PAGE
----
Dylan Mori

Class of


  • How Things Work: Aquaculture proves problematic

    While a large portion of our food supply is harvested from the land, there also exists an important underwater component of farming. On Feb. 9, the National Oceanic and Atmospheric Administration (NOAA) released a suggested procedure to the federal government about the future of American aquaculture, or the farming of aquatic organisms for human consumption and other uses. The NOAA, in a public st...

    SciTech | February 14, 2011
  • How Things Work: Solar technology could power hazard-free ‘smart’ roads

    We, as Pittsburghers, are no strangers to snow. Many upperclassmen fondly remember the three days of canceled classes last February, while the rest of Pittsburgh raged against the poor safety conditions of the roads and the lack of plowing. Almost 12 months later, the eastern United States has experienced a series of crippling blizzards. The complaints of citizens in New York City and Atlanta, Ga....

    SciTech | January 24, 2011
  • Research aims to remove pharmaceutical contaminants

    Pharmaceutical drugs have become so common in our lives that they sometimes appear in surprising locations. Researchers at Carnegie Mellon’s Steinbrenner Institute, which focuses on environmental science research and safe environmental practices and policies, have performed extensive work in determining the effects of pharmaceuticals in public water supplies.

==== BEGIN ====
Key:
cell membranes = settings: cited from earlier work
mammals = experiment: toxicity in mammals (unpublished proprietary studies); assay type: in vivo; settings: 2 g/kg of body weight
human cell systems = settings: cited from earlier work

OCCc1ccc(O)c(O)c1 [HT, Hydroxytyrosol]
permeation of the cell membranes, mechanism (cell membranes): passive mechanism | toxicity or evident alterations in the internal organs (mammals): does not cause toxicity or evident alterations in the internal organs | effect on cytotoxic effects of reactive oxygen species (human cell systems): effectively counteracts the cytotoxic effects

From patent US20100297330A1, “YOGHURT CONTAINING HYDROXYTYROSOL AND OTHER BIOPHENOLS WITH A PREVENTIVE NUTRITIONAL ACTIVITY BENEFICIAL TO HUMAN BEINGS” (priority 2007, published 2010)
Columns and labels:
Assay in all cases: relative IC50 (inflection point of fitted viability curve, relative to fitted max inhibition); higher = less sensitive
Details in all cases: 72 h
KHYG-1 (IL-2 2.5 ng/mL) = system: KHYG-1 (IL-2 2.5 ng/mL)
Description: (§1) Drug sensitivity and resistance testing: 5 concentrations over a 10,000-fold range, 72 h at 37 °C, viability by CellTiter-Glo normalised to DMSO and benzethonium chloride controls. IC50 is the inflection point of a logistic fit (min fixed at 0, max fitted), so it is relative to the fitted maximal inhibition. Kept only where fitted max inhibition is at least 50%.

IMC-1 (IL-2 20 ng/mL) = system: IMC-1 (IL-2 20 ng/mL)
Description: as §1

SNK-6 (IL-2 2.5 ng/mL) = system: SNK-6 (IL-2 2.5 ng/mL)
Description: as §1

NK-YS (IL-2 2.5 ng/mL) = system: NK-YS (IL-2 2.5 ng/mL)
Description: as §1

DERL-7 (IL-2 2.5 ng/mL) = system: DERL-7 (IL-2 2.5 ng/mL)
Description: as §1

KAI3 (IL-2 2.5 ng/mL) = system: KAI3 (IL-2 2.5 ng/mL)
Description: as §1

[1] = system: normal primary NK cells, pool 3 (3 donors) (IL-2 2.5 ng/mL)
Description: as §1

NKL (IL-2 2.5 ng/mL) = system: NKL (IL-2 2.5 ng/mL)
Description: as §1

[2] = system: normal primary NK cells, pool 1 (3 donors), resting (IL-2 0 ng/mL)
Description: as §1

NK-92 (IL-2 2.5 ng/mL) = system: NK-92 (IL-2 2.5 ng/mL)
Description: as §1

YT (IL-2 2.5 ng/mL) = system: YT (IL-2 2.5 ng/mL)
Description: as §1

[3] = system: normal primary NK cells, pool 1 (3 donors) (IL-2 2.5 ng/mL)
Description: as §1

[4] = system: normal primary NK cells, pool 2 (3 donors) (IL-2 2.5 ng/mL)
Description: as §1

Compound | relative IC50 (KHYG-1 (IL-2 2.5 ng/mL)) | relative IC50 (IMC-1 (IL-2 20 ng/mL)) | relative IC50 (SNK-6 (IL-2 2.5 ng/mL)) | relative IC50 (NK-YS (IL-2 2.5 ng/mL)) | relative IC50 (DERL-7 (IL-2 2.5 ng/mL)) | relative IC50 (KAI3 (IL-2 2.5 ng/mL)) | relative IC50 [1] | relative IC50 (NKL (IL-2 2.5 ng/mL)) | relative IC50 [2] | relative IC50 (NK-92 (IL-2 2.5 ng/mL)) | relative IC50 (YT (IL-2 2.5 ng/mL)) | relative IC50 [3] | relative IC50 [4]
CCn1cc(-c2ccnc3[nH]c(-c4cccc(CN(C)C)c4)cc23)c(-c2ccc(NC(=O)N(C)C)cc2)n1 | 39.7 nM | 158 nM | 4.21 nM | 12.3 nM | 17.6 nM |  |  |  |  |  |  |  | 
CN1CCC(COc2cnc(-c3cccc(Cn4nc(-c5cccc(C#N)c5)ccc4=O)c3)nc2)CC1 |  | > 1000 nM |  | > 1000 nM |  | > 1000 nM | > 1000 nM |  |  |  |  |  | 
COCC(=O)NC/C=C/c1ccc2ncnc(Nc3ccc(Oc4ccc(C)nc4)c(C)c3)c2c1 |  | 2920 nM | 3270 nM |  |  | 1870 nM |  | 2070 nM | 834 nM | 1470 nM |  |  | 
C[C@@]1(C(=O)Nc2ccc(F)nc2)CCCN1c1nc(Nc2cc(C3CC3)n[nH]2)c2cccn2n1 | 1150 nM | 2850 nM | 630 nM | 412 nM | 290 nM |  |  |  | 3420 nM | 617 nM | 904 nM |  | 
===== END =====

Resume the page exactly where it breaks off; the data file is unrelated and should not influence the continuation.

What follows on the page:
SciTech | November 15, 2010
  • Carnegie Mellon faculty improve algorithm to solve equations

    Linear equations are a fundamental part of mathematics. Many of us have been taught how to solve these equations for an unknown variable since middle school. In the real world, applications of linear equations — or, in some cases, systems of linear equations — are significant. Unfortunately, solving a large set of linear equations can be time-consuming for algorithmic solvers, but researchers from...

    SciTech | November 1, 2010
  • How Things Work: Wind turbines

    Wind power is not a new invention. Windmills have been around for centuries, grinding grain and pumping water. However, for just over a century, the energy of wind has been transformed into usable electrical energy. It has become one of the most widely discussed energy topics in the scientific field today. As a viable source of energy in the future, learning the details behind wind turbine technol...

    SciTech | October 11, 2010